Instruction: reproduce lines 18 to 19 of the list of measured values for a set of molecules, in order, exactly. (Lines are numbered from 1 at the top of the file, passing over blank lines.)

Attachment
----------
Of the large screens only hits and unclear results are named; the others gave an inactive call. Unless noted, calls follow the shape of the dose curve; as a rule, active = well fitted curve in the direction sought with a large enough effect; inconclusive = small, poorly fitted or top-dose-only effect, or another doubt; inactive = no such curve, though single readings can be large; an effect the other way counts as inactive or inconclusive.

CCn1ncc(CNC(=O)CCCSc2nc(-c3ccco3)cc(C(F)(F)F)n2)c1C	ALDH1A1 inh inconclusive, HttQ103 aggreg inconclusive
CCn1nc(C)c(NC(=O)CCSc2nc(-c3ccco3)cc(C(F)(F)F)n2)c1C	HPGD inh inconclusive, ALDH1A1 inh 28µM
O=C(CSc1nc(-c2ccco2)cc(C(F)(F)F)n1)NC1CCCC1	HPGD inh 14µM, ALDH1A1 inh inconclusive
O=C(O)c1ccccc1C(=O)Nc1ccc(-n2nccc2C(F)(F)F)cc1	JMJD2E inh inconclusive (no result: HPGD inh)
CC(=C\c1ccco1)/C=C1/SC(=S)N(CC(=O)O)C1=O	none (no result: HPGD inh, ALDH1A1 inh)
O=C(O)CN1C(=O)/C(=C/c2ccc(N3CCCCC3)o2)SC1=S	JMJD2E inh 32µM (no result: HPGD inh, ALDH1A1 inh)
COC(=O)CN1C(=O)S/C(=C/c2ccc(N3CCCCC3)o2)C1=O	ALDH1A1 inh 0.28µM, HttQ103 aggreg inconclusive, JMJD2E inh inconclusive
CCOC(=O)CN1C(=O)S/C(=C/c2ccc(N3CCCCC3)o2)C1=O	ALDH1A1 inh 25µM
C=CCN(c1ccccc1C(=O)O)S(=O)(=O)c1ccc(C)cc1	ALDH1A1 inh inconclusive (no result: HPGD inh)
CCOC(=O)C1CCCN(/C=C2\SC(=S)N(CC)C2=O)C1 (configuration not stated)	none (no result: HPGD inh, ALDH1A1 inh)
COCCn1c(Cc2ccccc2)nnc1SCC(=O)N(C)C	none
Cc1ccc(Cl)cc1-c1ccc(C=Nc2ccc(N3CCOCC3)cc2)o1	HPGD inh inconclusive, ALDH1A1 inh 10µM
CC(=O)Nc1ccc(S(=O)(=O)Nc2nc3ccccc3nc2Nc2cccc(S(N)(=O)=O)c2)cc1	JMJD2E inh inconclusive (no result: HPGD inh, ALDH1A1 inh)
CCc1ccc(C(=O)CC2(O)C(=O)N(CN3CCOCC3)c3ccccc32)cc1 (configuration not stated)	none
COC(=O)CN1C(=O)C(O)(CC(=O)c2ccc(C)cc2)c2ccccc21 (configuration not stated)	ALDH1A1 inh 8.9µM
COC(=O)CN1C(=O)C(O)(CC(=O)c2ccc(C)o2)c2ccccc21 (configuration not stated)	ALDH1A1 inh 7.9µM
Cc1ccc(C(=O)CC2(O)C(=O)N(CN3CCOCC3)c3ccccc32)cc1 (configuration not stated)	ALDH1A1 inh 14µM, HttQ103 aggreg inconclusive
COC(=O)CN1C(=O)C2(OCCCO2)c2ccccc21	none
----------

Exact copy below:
Cc1ccc(C(=O)CC2(O)C(=O)N(CN3CCOCC3)c3ccccc32)cc1 (configuration not stated)	ALDH1A1 inh 14µM, HttQ103 aggreg inconclusive
COC(=O)CN1C(=O)C2(OCCCO2)c2ccccc21	none